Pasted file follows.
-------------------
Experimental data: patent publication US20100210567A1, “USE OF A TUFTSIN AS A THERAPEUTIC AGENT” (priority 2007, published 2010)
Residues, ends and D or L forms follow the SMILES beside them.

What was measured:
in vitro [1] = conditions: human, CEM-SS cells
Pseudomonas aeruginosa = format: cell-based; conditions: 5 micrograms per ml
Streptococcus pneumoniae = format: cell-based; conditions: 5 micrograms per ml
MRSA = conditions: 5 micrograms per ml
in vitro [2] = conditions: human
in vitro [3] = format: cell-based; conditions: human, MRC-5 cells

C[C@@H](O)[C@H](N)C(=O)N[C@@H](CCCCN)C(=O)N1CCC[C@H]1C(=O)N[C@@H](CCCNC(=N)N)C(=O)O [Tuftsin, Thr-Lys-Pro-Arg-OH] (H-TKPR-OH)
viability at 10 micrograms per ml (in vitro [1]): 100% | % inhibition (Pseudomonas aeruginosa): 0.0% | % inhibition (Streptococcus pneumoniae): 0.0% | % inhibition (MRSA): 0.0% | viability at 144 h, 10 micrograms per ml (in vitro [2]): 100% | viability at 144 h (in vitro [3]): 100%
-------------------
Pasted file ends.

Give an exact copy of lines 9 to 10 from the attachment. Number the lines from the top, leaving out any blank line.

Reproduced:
in vitro [3] = format: cell-based; conditions: human, MRC-5 cells

C[C@@H](O)[C@H](N)C(=O)N[C@@H](CCCCN)C(=O)N1CCC[C@H]1C(=O)N[C@@H](CCCNC(=N)N)C(=O)O [Tuftsin, Thr-Lys-Pro-Arg-OH] (H-TKPR-OH)